Tuesday, June 12, 2007

20/4/07 Washington, DC – Canoedling

After leaving Harpers Ferry, we drove along the Potomac river, past places like Damascus and Germantown towards the Washington DC area. It's here that Catherine's sister lives with her husband. They live in the forest. Or so it feels. Actually they live in what was once a wooded area that is still pretty wooded even after houses have been built there. It's great if you like watching birds and squirrels and feeling miles away from the house just next door.

Traffic in and out of DC, especially during rush hour, is a nightmare. To help cope, at key times of the day, lanes change direction. Roads normally heading both in and out of the city suddenly start heading just one way. It can be very confusing. And frustrating when the place you want to get to is normally accessible by driving a little way down one road that is now against you and you have to drive all over town to get on that same road travelling in the other direction. It's also dangerous and we at one point found ourselves facing traffic coming head-on after none of us realised the road had gone all unidirectional.

Our detour took us past such sights on the DC tourist map as the Kennedy Center for Something or Other, and the Watergate Hotel famous for bringing the "gate" suffix into the English language. Now anything can become a scandal just by adding the word "gate" to the end of it. Like the scandal about the state of modern software practices, Billgate.

Peter CanoesWe were in DC to canoe. Yes, canoe. There is a boat club on the river in the heart, or at least kidneys, of Washington where our hosts keep a canoe. It's also a hang-out for a thousand spoilt school kids. We rowed around one of the islands giving ourselves a good, healthy workout. Then we hit the town.

We walked past the bars where the yachtists hang out. Here large slabs of ice had been placed on pedestals for reasons unknown. It was maybe artistic, but they were just somewhat rough slabs. It may have been to counteract global warming, but it seemed too little, too late. It may have just been decided by someone that it would look cool (pun possible intended). We strode up past pricey shops, walked right into a medium-sized Italian restaurant on the corner, sat down and ate.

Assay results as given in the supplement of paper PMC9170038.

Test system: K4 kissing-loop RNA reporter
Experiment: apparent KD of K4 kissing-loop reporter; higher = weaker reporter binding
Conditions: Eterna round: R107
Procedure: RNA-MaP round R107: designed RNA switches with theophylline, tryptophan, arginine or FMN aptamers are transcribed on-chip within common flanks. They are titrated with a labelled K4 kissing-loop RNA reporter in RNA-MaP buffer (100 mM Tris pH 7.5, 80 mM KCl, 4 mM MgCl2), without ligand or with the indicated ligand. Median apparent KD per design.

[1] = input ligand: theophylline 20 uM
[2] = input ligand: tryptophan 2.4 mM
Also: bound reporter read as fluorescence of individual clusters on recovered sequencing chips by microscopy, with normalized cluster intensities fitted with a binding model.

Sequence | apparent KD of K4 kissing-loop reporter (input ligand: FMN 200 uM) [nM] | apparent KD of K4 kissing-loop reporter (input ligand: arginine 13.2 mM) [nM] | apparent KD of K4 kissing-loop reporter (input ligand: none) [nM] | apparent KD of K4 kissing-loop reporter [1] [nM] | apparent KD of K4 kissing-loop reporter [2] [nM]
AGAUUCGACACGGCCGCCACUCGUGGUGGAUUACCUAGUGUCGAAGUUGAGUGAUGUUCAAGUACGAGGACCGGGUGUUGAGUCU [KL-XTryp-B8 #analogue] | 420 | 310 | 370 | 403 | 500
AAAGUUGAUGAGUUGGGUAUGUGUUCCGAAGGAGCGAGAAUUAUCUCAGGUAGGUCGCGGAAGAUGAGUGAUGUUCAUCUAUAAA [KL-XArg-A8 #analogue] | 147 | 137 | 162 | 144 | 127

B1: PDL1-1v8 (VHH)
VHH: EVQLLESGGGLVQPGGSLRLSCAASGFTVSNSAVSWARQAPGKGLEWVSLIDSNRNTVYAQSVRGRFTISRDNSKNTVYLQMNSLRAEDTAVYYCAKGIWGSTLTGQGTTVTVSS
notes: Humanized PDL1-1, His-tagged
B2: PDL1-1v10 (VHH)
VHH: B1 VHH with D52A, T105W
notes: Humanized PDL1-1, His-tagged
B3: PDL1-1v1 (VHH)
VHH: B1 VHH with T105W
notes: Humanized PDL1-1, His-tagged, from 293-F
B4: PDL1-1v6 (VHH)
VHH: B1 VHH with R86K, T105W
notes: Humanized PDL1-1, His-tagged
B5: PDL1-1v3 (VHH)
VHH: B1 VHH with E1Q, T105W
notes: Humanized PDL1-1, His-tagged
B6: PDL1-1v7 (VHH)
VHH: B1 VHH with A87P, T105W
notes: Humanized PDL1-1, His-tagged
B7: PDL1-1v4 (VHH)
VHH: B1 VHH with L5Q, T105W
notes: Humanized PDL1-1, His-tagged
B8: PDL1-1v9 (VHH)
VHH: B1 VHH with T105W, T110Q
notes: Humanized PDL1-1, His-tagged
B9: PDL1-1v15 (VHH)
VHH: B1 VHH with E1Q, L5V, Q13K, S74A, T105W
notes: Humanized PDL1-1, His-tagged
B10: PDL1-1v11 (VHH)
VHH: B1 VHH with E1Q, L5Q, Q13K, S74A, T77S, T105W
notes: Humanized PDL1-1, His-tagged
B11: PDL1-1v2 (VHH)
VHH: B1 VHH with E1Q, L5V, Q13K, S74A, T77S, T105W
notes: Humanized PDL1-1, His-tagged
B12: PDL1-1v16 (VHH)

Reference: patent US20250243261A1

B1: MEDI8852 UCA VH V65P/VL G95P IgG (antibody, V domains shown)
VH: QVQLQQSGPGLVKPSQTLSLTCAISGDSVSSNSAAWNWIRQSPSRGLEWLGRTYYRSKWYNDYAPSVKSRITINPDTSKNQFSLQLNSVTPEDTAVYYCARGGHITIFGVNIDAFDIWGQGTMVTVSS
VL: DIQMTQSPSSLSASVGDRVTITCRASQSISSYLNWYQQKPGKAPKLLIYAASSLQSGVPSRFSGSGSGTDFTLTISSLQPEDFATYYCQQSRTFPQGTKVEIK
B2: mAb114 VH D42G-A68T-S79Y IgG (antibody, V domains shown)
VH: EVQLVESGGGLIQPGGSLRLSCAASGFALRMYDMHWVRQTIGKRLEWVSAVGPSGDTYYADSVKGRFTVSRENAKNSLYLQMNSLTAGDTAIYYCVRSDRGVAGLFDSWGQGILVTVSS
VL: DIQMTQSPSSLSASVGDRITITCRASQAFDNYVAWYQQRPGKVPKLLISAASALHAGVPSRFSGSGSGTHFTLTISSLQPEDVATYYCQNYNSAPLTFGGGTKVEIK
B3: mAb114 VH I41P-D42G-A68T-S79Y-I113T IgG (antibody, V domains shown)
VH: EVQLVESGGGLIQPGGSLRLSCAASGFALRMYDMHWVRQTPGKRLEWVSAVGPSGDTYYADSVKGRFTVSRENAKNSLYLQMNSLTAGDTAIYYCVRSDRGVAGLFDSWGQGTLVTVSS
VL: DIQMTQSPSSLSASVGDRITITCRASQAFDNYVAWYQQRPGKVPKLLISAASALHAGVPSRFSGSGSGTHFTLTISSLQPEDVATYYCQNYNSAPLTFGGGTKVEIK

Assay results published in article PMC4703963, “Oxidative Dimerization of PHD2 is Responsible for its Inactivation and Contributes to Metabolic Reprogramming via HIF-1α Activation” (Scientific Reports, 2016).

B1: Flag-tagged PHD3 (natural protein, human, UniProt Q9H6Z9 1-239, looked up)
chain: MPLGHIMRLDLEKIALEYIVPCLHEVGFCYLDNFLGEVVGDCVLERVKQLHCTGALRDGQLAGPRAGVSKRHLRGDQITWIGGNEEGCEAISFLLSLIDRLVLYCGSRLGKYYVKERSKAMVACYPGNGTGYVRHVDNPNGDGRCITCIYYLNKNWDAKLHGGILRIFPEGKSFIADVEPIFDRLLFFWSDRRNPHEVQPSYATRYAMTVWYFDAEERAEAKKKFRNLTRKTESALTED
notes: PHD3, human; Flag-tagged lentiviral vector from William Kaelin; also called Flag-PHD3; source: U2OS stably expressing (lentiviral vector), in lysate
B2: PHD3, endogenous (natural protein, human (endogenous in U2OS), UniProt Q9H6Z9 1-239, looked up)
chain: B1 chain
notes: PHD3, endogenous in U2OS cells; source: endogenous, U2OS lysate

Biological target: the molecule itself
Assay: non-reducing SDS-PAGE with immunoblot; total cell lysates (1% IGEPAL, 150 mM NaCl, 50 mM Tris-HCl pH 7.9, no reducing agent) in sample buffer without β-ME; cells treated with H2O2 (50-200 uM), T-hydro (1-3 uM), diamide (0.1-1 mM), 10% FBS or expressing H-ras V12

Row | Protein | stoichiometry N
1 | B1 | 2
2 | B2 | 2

On the WaterfrontThe food was highly worthy, as I recall, and we returned towards our car quite nourished. The shops were all shut or shutting except for the bookshop, which had hours left to go. We wandered through the yuppie bar terrace on the quayside. The place was now heaving with the well-dressed and well-off, many of whom had arrived on expensive yachts which were parked along the waterside. It was very much a place to be seen. We slipped through effortlessly. Not really dressed up well enough to be obvious. The yachts varied in shape, but pretty much all of them were shining. I think people had spent their whole week at home polishing their yacht for this evening. None of them looked as if they had ever been sailed in anger.

{Lesson time: The word "yacht" (pronounced yot) comes from the Dutch word "jacht" (formerly "jaght", pronounced yagkgt where gkg sounds like clearing your throat or the ch in "loch"). It basically means hunt or in this context fast pirate-ship. So these people with their elegant suits and designer partners were basically fast pirates.}

Exorcist stairsWe drove back past one of the must-see sights in DC – the steps from the film The Exorcist. You know, the ones where he falls down and down and down. Superb.

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